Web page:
FAIRFIELD, Conn. (WTNH) – Two Save the Children members who were reported missing following a military attack in Myanmar have been identified among the dead.

On Tuesday, the Connecticut-based humanitarian organization announced that the two members were among at least 35 people, including women and children, who were killed on Friday, December 24 in an attack by the Myanmar military.

According to Save the Children, the two staff members were both new fathers who were passionate about educating children. One was 32-years-old with a 10-month-old son and had worked for Save the Children for two years. The other was 28-years-old with a 3-month-old daughter who joined the charity six years ago.

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Officials said the men were on their way back to their office when they were caught in the attack.

This news is absolutely horrifying. Violence against innocent civilians including aid workers is intolerable, and this senseless attack is a breach of International Humanitarian Law. We are shaken by the violence carried out against civilians and our staff, who are dedicated humanitarians, supporting millions of children in need across Myanmar.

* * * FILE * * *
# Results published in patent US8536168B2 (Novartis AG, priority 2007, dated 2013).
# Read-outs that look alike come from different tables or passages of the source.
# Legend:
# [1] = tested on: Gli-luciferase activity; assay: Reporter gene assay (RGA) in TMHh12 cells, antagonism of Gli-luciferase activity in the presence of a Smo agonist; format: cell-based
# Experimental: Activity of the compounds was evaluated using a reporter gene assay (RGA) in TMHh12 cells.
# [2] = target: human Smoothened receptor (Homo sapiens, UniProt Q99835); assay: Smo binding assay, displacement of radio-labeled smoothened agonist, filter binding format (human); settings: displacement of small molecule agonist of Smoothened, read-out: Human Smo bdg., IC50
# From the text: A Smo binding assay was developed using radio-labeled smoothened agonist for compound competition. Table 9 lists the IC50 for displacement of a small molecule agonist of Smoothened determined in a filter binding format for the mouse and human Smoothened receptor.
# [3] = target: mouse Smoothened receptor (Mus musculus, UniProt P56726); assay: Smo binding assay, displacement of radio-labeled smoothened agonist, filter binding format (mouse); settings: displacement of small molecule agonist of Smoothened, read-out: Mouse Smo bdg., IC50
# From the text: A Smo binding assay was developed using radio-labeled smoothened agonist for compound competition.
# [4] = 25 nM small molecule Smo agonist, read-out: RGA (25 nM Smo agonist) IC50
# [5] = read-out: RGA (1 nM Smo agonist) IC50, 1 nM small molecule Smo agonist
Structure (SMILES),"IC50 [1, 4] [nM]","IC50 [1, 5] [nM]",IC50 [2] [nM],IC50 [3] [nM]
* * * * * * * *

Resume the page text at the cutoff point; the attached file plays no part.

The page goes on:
Investigations into the nature of the incident are continuing. We are doing everything we can to ensure all our staff and the families of the victims get the support they need after this devastating incident. This is not an isolated event. The people of Myanmar continue to be targeted with increasing violence and these events demand an immediate response.

The UN Security Council must convene as soon as possible to set out the steps they will take to hold those responsible to account. Member states should impose an arms embargo, including a focus on limiting the airstrikes seen over recent days. The Association of South East Asian Nations (ASEAN) must also convene an urgent meeting to review and action the ‘Five Point Consensus’ agreed in April which calls for an immediate cessation of violence in Myanmar and for the ASEAN Special Envoy to help mediate a diplomatic solution. These steps are urgently required to protect children and humanitarian aid workers.

Our organization is in a state of grief for two beloved, irreplaceable colleagues whose deaths represent a loss for the children of Kayah and Myanmar.”

Inger Ashing, Chief Executive of Save the Children

Save the Children said both men were from Myanmar.

No additional information was released at this time.